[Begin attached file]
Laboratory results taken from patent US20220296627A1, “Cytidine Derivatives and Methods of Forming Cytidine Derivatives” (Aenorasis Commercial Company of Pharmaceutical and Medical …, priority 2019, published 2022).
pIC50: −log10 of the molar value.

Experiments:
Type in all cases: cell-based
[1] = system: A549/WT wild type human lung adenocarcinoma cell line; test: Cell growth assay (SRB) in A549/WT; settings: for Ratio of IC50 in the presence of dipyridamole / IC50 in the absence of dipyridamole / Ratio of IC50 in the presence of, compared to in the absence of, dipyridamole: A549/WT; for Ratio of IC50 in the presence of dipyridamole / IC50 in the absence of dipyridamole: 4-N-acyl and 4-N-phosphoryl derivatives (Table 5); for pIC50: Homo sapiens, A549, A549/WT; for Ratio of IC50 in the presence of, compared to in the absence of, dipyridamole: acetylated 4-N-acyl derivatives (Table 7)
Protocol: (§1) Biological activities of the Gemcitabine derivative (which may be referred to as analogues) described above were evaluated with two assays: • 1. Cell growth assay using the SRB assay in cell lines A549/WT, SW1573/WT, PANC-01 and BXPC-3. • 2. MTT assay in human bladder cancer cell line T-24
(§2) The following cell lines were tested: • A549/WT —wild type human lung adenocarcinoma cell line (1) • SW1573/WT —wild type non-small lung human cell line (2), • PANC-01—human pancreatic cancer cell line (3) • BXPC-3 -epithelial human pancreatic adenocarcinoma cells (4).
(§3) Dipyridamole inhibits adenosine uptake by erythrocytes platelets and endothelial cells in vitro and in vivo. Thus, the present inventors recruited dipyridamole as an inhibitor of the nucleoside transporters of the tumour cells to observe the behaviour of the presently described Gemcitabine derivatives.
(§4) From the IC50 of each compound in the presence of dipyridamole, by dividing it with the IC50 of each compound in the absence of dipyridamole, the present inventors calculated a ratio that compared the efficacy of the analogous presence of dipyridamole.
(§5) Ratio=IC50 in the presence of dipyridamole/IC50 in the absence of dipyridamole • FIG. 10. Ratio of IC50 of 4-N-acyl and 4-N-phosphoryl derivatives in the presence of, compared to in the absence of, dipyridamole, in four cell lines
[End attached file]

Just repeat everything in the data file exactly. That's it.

Laboratory results taken from patent US20220296627A1, “Cytidine Derivatives and Methods of Forming Cytidine Derivatives” (Aenorasis Commercial Company of Pharmaceutical and Medical …, priority 2019, published 2022).
pIC50: −log10 of the molar value.

Experiments:
Type in all cases: cell-based
[1] = system: A549/WT wild type human lung adenocarcinoma cell line; test: Cell growth assay (SRB) in A549/WT; settings: for Ratio of IC50 in the presence of dipyridamole / IC50 in the absence of dipyridamole / Ratio of IC50 in the presence of, compared to in the absence of, dipyridamole: A549/WT; for Ratio of IC50 in the presence of dipyridamole / IC50 in the absence of dipyridamole: 4-N-acyl and 4-N-phosphoryl derivatives (Table 5); for pIC50: Homo sapiens, A549, A549/WT; for Ratio of IC50 in the presence of, compared to in the absence of, dipyridamole: acetylated 4-N-acyl derivatives (Table 7)
Protocol: (§1) Biological activities of the Gemcitabine derivative (which may be referred to as analogues) described above were evaluated with two assays: • 1. Cell growth assay using the SRB assay in cell lines A549/WT, SW1573/WT, PANC-01 and BXPC-3. • 2. MTT assay in human bladder cancer cell line T-24
(§2) The following cell lines were tested: • A549/WT —wild type human lung adenocarcinoma cell line (1) • SW1573/WT —wild type non-small lung human cell line (2), • PANC-01—human pancreatic cancer cell line (3) • BXPC-3 -epithelial human pancreatic adenocarcinoma cells (4).
(§3) Dipyridamole inhibits adenosine uptake by erythrocytes platelets and endothelial cells in vitro and in vivo. Thus, the present inventors recruited dipyridamole as an inhibitor of the nucleoside transporters of the tumour cells to observe the behaviour of the presently described Gemcitabine derivatives.
(§4) From the IC50 of each compound in the presence of dipyridamole, by dividing it with the IC50 of each compound in the absence of dipyridamole, the present inventors calculated a ratio that compared the efficacy of the analogous presence of dipyridamole.
(§5) Ratio=IC50 in the presence of dipyridamole/IC50 in the absence of dipyridamole • FIG. 10. Ratio of IC50 of 4-N-acyl and 4-N-phosphoryl derivatives in the presence of, compared to in the absence of, dipyridamole, in four cell lines